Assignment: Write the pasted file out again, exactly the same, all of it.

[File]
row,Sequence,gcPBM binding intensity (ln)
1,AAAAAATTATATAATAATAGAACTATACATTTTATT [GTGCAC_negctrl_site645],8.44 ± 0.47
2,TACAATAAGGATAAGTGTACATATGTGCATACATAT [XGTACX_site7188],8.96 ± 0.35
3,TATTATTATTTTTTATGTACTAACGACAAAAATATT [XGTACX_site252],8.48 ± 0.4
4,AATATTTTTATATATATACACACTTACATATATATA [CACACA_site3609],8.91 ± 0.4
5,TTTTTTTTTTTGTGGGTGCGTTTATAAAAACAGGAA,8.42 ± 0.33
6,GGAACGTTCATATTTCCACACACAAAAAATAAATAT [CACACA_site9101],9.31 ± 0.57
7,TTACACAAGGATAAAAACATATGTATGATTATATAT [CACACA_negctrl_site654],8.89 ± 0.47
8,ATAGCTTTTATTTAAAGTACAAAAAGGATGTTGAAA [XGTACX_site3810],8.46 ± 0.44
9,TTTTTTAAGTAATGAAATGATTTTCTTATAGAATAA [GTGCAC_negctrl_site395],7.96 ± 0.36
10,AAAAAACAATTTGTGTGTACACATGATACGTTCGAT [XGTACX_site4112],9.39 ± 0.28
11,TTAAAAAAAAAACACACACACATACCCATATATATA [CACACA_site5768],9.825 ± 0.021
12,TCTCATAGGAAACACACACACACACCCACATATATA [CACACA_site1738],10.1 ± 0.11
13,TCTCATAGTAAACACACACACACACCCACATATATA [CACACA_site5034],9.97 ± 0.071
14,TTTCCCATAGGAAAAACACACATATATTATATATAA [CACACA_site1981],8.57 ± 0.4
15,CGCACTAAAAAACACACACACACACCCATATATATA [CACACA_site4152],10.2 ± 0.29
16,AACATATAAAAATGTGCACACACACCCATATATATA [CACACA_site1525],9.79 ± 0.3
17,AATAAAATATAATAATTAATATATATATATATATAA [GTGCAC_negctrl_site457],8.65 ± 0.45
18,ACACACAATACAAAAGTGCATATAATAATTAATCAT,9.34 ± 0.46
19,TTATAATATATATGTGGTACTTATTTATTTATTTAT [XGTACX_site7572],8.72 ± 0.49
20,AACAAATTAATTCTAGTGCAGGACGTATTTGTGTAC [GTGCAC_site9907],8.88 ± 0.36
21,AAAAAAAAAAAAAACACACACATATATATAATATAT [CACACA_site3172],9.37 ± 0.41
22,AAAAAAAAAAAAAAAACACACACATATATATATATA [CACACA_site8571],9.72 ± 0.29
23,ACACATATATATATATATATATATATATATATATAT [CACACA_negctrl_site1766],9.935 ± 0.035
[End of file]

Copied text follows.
row,Sequence,gcPBM binding intensity (ln)
1,AAAAAATTATATAATAATAGAACTATACATTTTATT [GTGCAC_negctrl_site645],8.44 ± 0.47
2,TACAATAAGGATAAGTGTACATATGTGCATACATAT [XGTACX_site7188],8.96 ± 0.35
3,TATTATTATTTTTTATGTACTAACGACAAAAATATT [XGTACX_site252],8.48 ± 0.4
4,AATATTTTTATATATATACACACTTACATATATATA [CACACA_site3609],8.91 ± 0.4
5,TTTTTTTTTTTGTGGGTGCGTTTATAAAAACAGGAA,8.42 ± 0.33
6,GGAACGTTCATATTTCCACACACAAAAAATAAATAT [CACACA_site9101],9.31 ± 0.57
7,TTACACAAGGATAAAAACATATGTATGATTATATAT [CACACA_negctrl_site654],8.89 ± 0.47
8,ATAGCTTTTATTTAAAGTACAAAAAGGATGTTGAAA [XGTACX_site3810],8.46 ± 0.44
9,TTTTTTAAGTAATGAAATGATTTTCTTATAGAATAA [GTGCAC_negctrl_site395],7.96 ± 0.36
10,AAAAAACAATTTGTGTGTACACATGATACGTTCGAT [XGTACX_site4112],9.39 ± 0.28
11,TTAAAAAAAAAACACACACACATACCCATATATATA [CACACA_site5768],9.825 ± 0.021
12,TCTCATAGGAAACACACACACACACCCACATATATA [CACACA_site1738],10.1 ± 0.11
13,TCTCATAGTAAACACACACACACACCCACATATATA [CACACA_site5034],9.97 ± 0.071
14,TTTCCCATAGGAAAAACACACATATATTATATATAA [CACACA_site1981],8.57 ± 0.4
15,CGCACTAAAAAACACACACACACACCCATATATATA [CACACA_site4152],10.2 ± 0.29
16,AACATATAAAAATGTGCACACACACCCATATATATA [CACACA_site1525],9.79 ± 0.3
17,AATAAAATATAATAATTAATATATATATATATATAA [GTGCAC_negctrl_site457],8.65 ± 0.45
18,ACACACAATACAAAAGTGCATATAATAATTAATCAT,9.34 ± 0.46
19,TTATAATATATATGTGGTACTTATTTATTTATTTAT [XGTACX_site7572],8.72 ± 0.49
20,AACAAATTAATTCTAGTGCAGGACGTATTTGTGTAC [GTGCAC_site9907],8.88 ± 0.36
21,AAAAAAAAAAAAAACACACACATATATATAATATAT [CACACA_site3172],9.37 ± 0.41
22,AAAAAAAAAAAAAAAACACACACATATATATATATA [CACACA_site8571],9.72 ± 0.29
23,ACACATATATATATATATATATATATATATATATAT [CACACA_negctrl_site1766],9.935 ± 0.035